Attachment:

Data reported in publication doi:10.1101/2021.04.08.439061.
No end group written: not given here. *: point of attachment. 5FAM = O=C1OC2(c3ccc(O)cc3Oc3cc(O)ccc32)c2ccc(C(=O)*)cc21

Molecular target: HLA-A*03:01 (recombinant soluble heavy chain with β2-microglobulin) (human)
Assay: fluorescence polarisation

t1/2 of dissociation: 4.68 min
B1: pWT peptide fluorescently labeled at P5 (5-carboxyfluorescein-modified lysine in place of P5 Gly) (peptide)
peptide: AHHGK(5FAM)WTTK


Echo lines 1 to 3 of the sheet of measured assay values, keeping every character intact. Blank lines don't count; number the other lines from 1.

Data reported in publication doi:10.1101/2021.04.08.439061.
No end group written: not given here. *: point of attachment. 5FAM = O=C1OC2(c3ccc(O)cc3Oc3cc(O)ccc32)c2ccc(C(=O)*)cc21

Molecular target: HLA-A*03:01 (recombinant soluble heavy chain with β2-microglobulin) (human)